First things first, we can only reap what we sow—India’s public expenditure in higher education as percentage of gross domestic product is a low 0.6%. For this reason alone, it is important to open the system to competition from non-Governmental sectors. The advancement of private higher education in India has been driven by a very compelling demand in the higher education demographic, and not public policy.

The last decade has witnessed phenomenal growth of the private sector. In the year 2002, India had nearly 4400 professional colleges, of which about 3150—which account for more than 70%--were in the private sector. In the year 2012, almost 64% of the higher educational institutions were in the private sector. This growth is reflected in other parameters as well: As much as 59% of student enrolment in higher education system is in the private sector.

India has four distinct types of higher education institutions: public universities, which are established by the central government through acts of the parliament; state universities, which are established by state legislation; third, private or “self-financed” universities, which are called “deemed-to-be-universities” and are governed by section three of the University Grants Commission (UGC) Act; and private universities in states, established through the Private University Act.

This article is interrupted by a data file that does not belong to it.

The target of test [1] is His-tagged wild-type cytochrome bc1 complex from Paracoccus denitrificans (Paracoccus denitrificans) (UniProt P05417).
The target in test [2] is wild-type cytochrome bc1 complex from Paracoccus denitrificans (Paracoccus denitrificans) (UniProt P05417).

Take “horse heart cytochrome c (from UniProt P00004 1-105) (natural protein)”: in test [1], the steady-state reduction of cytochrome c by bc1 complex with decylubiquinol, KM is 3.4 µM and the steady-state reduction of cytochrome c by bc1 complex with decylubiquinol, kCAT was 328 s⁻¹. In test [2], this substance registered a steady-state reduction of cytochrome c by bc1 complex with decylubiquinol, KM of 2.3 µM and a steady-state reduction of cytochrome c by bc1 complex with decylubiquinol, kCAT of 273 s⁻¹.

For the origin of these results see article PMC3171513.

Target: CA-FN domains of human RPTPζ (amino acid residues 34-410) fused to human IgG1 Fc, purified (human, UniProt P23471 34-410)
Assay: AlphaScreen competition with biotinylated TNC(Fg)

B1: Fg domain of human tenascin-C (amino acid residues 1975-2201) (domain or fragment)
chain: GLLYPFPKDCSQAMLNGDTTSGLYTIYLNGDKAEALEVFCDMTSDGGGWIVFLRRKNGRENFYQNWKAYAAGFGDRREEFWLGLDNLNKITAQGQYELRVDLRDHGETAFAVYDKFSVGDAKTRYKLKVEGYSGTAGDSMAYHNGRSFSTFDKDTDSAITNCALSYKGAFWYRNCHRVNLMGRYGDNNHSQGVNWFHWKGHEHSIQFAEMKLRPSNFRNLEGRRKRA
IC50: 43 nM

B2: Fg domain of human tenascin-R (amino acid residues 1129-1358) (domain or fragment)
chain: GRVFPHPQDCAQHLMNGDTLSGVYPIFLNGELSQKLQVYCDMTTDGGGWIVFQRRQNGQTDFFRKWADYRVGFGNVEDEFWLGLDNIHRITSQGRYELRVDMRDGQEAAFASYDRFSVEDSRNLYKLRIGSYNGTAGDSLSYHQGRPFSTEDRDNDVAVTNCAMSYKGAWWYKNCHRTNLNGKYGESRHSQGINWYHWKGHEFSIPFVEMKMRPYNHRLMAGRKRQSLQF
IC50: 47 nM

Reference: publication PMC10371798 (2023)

The commonly called private universities do not receive a single rupee for development from the Indian Government. They subsist on the revenues that they gather from tuition fees. Be that as it may, students, who are the most important stake holders and beneficiaries of the higher education system, clearly prefer private universities to public. This is mainly because the private universities offer more with respect to enhancement of the employability aspect of the student’s repertoire. Moreover, private universities generally offer choices in programs that are career oriented such as engineering, management, and architecture, compared with public universities, which mainly focus on “general education” programs in humanities and social sciences.